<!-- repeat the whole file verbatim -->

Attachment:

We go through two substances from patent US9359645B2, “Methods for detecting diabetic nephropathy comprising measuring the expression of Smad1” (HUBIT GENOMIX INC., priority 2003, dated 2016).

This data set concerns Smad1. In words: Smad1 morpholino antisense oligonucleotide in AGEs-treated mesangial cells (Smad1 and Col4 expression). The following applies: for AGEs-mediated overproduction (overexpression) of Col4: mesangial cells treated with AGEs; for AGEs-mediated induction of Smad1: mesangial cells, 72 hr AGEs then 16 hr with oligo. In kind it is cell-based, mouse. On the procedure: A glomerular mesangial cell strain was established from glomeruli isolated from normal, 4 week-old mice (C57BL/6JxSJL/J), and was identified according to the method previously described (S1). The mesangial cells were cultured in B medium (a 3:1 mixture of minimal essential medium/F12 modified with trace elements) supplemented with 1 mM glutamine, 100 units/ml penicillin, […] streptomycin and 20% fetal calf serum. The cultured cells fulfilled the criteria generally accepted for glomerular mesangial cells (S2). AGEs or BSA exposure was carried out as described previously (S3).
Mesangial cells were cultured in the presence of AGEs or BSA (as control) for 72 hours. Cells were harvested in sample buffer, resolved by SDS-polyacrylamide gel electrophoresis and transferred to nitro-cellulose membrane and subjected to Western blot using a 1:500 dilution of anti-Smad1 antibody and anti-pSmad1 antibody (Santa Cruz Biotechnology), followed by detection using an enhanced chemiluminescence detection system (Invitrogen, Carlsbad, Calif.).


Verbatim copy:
We go through two substances from patent US9359645B2, “Methods for detecting diabetic nephropathy comprising measuring the expression of Smad1” (HUBIT GENOMIX INC., priority 2003, dated 2016).

This data set concerns Smad1. In words: Smad1 morpholino antisense oligonucleotide in AGEs-treated mesangial cells (Smad1 and Col4 expression). The following applies: for AGEs-mediated overproduction (overexpression) of Col4: mesangial cells treated with AGEs; for AGEs-mediated induction of Smad1: mesangial cells, 72 hr AGEs then 16 hr with oligo. In kind it is cell-based, mouse. On the procedure: A glomerular mesangial cell strain was established from glomeruli isolated from normal, 4 week-old mice (C57BL/6JxSJL/J), and was identified according to the method previously described (S1). The mesangial cells were cultured in B medium (a 3:1 mixture of minimal essential medium/F12 modified with trace elements) supplemented with 1 mM glutamine, 100 units/ml penicillin, […] streptomycin and 20% fetal calf serum. The cultured cells fulfilled the criteria generally accepted for glomerular mesangial cells (S2). AGEs or BSA exposure was carried out as described previously (S3).
Mesangial cells were cultured in the presence of AGEs or BSA (as control) for 72 hours. Cells were harvested in sample buffer, resolved by SDS-polyacrylamide gel electrophoresis and transferred to nitro-cellulose membrane and subjected to Western blot using a 1:500 dilution of anti-Smad1 antibody and anti-pSmad1 antibody (Santa Cruz Biotechnology), followed by detection using an enhanced chemiluminescence detection system (Invitrogen, Carlsbad, Calif.).